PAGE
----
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By Jim Gerland and Mark Winer

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Internet Slowness
January 15, 1997

turtleOne of the major drawbacks to the Internet as we know it today is its slowness. Traditional modems and phone lines, even those at 28.8 KBPS, can result in frustratingly long download times. Who has not been frustrated at the amount of time it can take to view the latest picture from your favorite site? Or what about trying to download the latest and greatest piece of software?

It's obvious that we need technology to improve the speed of accessing the Internet. With the advent of affordable, reliable cable modems, upgraded cable systems are now capable of providing an effective means for transmitting data at high speeds. Cable systems are making the necessary technical upgrades to make this a reality in the near future.

Before delving into what cable modems are we should define what a modem is. It is a piece of equipment that Modulates and DEModulates signals through a data transmission line, typically a telephone line, to connect two computers. Most people use modems that transfer data at speeds ranging from 9600 bits per second to 28.8 kilobits per second; this is also referred to as the baud rate. The speed is consistent bi-directionally, for downloading (from a network computer to your personal computer) and uploading (the reverse).

A potential solution to the slowness problem is the use of cable modems. A cable modem is a piece of equipment that enables high speed data access to the Internet and other networks via a cable television network. It works like a telephone with a few differences. First, the data transmission cable is not a phone line, but the coaxial cable that your cable television provides.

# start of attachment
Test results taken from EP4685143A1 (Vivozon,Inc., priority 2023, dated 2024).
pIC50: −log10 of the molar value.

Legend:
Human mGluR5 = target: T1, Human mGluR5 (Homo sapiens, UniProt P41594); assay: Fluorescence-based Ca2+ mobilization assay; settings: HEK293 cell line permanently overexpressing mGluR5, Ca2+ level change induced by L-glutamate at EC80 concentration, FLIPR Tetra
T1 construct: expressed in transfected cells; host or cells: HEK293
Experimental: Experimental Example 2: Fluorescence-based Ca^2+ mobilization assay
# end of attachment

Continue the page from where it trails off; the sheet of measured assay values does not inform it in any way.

Another difference is that the transmission of data through a cable modem is much more complex than a regular telephone modem. In the downstream direction, the digital data is modulated and then placed on a typical 6 MHz television carrier, somewhere between 42 MHz and 750 MHz. This provides a large bandwidth -- that means lots of digital information can be sent down the line. This signal can be placed in a 6 MHz channel adjacent to television signals on either side without disturbing the cable television video signals. Going upstream, the data is transmitted between 5 and 40 MHz. Though less data can be sent upstream, it is still greater than traditional modems.

What does all this mean? The advantage of using a cable modem is downloading speed: 1 million characters per second (10 MBPS). This is equivalent to about 35 times the speed of a 28.8 modem. On the negative side, uploading times are far less, ranging from the speed of a standard 28.8 modem to 768 KBPS.

The cable modem is a piece of equipment external to your computer that will connect to your computer through a cable and a network interface card inside your computer. It looks like a traditional external modem. The network interface card is a Ethernet 10Base-T card, the same as those used in many corporate environments for Local Area Networks (LANs).